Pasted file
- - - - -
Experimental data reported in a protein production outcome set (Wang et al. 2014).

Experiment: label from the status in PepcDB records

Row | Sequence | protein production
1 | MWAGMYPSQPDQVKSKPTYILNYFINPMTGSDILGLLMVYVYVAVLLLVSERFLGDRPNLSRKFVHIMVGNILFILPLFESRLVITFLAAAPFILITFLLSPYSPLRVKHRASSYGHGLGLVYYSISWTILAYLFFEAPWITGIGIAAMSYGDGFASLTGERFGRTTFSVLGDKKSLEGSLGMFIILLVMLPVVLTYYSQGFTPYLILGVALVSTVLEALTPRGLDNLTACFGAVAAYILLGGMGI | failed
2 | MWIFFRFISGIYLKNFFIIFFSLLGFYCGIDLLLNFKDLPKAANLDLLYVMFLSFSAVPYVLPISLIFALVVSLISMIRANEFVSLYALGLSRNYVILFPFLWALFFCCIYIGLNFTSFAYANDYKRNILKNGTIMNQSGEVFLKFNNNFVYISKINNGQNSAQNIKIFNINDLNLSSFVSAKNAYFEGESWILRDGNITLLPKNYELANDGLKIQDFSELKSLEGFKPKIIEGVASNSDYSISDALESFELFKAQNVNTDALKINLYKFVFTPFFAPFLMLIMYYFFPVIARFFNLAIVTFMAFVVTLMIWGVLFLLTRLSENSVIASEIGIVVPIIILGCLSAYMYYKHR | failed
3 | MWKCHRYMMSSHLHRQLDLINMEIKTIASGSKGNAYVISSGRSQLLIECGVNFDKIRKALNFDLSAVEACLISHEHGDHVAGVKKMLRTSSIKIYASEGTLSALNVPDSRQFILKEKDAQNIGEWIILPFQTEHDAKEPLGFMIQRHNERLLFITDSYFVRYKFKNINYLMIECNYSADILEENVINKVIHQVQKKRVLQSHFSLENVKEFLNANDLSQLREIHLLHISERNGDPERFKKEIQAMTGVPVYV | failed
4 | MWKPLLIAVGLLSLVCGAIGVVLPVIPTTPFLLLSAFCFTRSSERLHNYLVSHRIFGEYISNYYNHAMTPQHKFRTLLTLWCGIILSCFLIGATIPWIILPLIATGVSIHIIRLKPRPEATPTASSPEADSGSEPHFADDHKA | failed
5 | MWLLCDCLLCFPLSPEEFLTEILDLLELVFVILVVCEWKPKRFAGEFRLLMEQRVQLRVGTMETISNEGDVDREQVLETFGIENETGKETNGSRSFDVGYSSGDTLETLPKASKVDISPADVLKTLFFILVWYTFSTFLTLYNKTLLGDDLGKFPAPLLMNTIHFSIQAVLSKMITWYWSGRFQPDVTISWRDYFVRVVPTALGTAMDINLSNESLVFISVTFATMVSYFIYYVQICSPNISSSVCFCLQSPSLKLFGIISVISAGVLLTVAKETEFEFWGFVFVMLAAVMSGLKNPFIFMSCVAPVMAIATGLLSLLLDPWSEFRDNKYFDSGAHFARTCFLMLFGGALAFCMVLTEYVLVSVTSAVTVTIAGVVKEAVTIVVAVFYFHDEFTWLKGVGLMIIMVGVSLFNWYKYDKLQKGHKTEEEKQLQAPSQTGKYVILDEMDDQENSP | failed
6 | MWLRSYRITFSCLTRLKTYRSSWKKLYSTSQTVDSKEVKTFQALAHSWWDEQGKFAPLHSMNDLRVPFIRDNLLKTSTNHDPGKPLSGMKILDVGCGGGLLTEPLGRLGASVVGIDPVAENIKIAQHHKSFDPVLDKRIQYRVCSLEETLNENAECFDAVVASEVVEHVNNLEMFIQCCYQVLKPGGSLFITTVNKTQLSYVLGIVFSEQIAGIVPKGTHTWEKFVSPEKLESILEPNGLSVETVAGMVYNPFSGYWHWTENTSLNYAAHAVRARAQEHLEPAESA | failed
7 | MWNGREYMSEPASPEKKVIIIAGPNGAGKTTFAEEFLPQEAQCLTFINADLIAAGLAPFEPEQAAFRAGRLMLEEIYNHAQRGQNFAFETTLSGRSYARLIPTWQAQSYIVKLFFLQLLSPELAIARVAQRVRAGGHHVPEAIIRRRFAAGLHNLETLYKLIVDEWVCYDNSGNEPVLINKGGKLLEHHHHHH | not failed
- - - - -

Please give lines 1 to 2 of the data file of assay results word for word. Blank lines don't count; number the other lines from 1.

Experimental data reported in a protein production outcome set (Wang et al. 2014).

Experiment: label from the status in PepcDB records